Methodist Hospital has an amazing sleep center and they’re great with patient care but I’m extremely worried to have the test done since Vincent has sensory issues and will not like the wires all over his body and head. I know he needs this test to move forward for surgery since it will determine if he needs to be in the ICU for recovery or in a regular room during his overnight stay, so we’ll brave it. We’re in for an interesting night.
To be continued….
Well it has been awhile since my last post, mainly because daily requirements have a way of controlling every aspect of my life. So lets see where I left off… Vincent had just finished his first two months on the Nemechek protocol and we had seen many gains but no new sounds or words. I would be lying if I said I wasn’t completely frustrated, cried occasionally and did so much research on Google that my fingers were cramping. But none of this was going to give me the answer I was so desperately searching for to the question every parent dreads asking, “Is my child on the spectrum?”.
Yes he was given the diagnoses and receiving Early Intervention but does this really mean he’s on the spectrum? or could it be sensory processing disorder? or could he have oral apraxia? Well he had an MRI last month and the results came back that his scan was unremarkable, so if it was oral apraxia it would have shown up on his scan. He does have some sensory issues, exhibits some signs of ASD and motor delays but loves to cuddle, extremely affectionate with everyone, loves to play with other kids and animals, has amazing eye contact but can doze off occasionally. Answers to his name but then again he will ignore you while his favorite show is on. So what does this all mean… I have no clue! All I know is the spectrum is so wide that the odds of him being on it, even in the slightest way is highly possible. So to hell with labels! My main focus is helping our son overcome any obstacle that might come his way and giving him as many hugs, cuddles and kisses in the process.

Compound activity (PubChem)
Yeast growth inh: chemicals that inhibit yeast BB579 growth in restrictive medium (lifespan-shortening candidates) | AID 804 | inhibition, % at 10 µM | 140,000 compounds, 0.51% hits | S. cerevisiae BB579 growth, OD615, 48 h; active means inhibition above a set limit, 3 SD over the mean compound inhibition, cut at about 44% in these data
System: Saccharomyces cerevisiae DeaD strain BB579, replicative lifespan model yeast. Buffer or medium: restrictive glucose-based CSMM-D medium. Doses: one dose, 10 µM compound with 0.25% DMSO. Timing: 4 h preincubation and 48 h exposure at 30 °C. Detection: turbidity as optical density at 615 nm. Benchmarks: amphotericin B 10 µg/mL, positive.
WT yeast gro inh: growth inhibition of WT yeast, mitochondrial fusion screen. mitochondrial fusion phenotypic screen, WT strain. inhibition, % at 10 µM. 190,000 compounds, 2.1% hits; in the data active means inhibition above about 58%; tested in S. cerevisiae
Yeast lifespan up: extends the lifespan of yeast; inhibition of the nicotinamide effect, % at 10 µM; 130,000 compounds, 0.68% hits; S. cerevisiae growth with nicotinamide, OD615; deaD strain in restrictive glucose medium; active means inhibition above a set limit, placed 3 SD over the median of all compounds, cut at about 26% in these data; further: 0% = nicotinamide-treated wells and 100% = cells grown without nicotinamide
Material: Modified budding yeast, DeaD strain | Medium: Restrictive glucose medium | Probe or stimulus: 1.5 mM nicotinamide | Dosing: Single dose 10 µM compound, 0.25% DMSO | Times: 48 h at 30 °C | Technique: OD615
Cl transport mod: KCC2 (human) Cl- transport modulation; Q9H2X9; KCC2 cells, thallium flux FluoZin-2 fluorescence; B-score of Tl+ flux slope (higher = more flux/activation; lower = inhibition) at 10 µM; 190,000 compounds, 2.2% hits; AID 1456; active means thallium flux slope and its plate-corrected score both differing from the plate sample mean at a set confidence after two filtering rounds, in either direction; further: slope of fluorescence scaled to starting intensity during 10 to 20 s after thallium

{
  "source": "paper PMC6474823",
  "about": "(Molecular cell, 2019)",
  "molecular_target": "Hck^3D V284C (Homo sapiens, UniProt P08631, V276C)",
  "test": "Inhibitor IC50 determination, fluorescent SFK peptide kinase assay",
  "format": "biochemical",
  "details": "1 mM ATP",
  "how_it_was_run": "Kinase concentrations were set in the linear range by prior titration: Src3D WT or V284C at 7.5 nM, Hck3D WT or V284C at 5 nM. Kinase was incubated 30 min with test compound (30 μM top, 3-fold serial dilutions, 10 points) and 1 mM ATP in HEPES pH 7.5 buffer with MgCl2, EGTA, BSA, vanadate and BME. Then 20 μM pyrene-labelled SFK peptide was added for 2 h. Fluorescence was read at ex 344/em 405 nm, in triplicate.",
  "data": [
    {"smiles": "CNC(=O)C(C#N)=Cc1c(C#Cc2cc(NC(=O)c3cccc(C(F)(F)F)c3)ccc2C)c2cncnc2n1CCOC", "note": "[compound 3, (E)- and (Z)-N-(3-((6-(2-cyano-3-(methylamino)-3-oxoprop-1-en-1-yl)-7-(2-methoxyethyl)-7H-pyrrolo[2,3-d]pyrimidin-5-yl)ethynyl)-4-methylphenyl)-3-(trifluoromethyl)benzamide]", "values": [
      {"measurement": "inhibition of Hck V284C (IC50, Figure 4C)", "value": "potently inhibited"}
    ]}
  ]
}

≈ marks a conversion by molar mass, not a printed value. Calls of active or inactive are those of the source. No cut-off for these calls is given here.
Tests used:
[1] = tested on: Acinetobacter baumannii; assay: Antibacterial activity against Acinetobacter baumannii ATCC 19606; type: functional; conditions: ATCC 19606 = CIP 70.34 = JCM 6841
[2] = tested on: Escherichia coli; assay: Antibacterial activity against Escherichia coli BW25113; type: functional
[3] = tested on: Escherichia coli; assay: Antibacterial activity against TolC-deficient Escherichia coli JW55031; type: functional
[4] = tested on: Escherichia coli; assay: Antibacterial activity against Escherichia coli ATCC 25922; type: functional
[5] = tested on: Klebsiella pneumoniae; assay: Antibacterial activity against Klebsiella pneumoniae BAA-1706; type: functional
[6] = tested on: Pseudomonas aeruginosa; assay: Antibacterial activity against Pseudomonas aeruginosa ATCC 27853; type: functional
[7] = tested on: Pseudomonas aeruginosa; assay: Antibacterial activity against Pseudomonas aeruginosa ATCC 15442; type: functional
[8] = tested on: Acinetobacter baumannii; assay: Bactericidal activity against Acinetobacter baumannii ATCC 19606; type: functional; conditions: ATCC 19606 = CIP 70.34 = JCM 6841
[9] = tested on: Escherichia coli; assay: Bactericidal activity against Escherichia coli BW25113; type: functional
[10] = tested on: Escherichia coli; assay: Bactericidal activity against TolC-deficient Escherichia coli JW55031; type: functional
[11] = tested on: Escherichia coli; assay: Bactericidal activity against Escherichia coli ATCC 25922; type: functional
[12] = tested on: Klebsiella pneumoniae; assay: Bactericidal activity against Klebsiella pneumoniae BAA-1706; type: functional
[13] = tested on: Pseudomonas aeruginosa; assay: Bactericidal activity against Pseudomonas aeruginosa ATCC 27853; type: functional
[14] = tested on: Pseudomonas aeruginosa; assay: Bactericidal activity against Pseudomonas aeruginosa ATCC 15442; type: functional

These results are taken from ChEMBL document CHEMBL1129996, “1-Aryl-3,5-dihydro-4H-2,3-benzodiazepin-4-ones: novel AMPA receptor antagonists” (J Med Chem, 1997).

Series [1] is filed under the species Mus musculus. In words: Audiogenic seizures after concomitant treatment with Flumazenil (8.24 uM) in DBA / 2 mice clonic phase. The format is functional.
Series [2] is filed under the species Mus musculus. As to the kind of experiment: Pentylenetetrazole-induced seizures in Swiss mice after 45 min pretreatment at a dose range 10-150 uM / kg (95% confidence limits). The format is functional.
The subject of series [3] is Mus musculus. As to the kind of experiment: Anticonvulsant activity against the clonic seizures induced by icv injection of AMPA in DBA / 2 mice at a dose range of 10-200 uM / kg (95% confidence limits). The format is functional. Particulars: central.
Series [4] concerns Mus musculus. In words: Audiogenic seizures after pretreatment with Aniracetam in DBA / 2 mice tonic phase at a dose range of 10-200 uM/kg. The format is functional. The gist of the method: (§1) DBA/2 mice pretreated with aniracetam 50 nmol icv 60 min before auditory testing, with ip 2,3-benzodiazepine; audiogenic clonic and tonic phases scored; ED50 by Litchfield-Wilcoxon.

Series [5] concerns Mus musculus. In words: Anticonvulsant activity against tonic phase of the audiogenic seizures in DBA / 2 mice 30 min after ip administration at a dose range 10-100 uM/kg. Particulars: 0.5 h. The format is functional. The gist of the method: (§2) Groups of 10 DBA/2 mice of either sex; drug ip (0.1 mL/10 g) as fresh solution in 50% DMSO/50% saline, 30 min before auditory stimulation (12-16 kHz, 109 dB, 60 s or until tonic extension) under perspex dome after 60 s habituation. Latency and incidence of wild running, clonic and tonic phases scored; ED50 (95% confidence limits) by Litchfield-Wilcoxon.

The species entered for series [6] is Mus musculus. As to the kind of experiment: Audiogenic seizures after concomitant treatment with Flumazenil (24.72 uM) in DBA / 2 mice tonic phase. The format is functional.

That brings me to the past month… Vincent is still on the protocol but I increased his inulin from 1 tsp to 1 1/2 tsp and the same for his olive oil. I also increased his fish oil but went back to his original dosage since he was having severe diarrhea and irritation. Vincent has been without a pacifier for 2 weeks now and is satisfying his oral input by mouthing his hands and objects. A stage I am hoping he overcomes quickly and praying he doesn’t realize he can suck on his thumb in the same manner as the pacifier. With him improving his food intake, we decided to switch him to Almond Milk but he still needs the rice in his bottles to fill his tummy. We’ve had many gains this month resulting in our little boy smiling and laughing more. He has been very whiney lately but I contribute that to the increase in the inulin and know it will pass in a couple of weeks. He exhibited the same behavior when he first started the protocol and when I increased him for the first time.
So like everything else… this too shall pass.